New report on outcomes of perpetrator programmes

DVIP report front cover

The Domestic Violence Intervention Project (DVIP)  and Cranstoun has published a report detailing outcomes of working with 30 male perpetrators of domestic violence in a substance treatment context. The report documents what has been learnt from the pilot programme that assesses and treats a group of men disclosing behavioural concerns relating to substance us and DV.

DVIP and Cranstoun jointly developed a safety focussed, 60+ hours day programme designed to support the aims and objectives of a substance use treatment programme. It combines the two working styles by using emotionally challenging and more general self-talk and CBT material. The assessment process used to recruit men to the group showed the majority of men had used severe and persistent violence and abuse in their intimate relationships.

Outcomes

1. 87% of men started treatment  

2. 77% of men completed over 30 hours of DV prevention work

3. Men on the programme reduced their drug/alcohol use by 29% and reported a 40% improvement in their quality of life

4. The combined intervention did not impinge on the aims of the substance use treatment

5. Active contact was established with 53% of ex/partners

6. Only 1 woman disclosed an incidence of violence during the programme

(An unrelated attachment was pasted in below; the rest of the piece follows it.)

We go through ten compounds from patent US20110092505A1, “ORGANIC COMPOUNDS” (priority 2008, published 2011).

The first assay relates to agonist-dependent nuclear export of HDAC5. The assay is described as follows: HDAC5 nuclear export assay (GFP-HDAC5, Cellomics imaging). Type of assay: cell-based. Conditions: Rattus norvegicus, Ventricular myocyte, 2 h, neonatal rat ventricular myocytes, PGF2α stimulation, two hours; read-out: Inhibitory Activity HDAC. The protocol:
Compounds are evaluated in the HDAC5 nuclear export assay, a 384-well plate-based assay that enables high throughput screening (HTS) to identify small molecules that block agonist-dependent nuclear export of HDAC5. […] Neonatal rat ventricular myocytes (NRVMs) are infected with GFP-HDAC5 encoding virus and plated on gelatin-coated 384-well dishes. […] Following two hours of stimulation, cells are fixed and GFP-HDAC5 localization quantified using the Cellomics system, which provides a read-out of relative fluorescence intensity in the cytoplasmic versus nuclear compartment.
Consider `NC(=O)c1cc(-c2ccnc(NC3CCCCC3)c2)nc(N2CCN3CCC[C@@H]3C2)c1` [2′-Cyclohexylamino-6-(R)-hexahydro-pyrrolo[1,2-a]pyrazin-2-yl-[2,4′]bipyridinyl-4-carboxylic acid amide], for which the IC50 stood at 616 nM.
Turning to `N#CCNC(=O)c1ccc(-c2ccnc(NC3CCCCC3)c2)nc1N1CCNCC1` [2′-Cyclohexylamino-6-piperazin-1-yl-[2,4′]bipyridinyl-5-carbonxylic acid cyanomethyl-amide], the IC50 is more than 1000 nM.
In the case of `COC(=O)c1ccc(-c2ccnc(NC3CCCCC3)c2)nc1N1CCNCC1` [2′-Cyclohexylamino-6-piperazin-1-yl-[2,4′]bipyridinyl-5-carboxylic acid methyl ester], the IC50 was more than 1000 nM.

7. 87% of men commenced treatment

8. 77% of men completed more than 30 hours of treatment

The report concluded:

The high proportion of men using persistent and severe violence and abuse in their relationships and the programme outcomes highlight the need for a combined intervention. The authors recommend that other domestic violence and substance misuse agencies bring together their skills and understanding to deliver joint substance misuse and domestic violence interventions. All joint work should be conducted alongside a partner support service and delivered by dedicated and experienced staff to allow for a comprehensive case and risk management process to take place alongside service delivery.

If you would like more details please contact Cranstoun on 0207 923 8010.

You can download the report here.

 

 

 

 

 

Justice secretary Liz Truss orders review to prevent abusers cross-examining partners in family courts

Truss photo

The Guardian on the 5th January reported that Liz Truss has set up an urgent review to ban perpetrators of domestic violence cross-examining their X partners in family courts. She argues this practice has permitted continued harassment and intimidation by abusers and needs to be prevented. Campaigners and legal representatives in the field have been calling for an end to this practice and highlighting that family courts are way behind criminal courts in this matter. An emergency paper has been proposed to introduce a swift ban to this type of cross-examination in family courts.

Please find the full article here.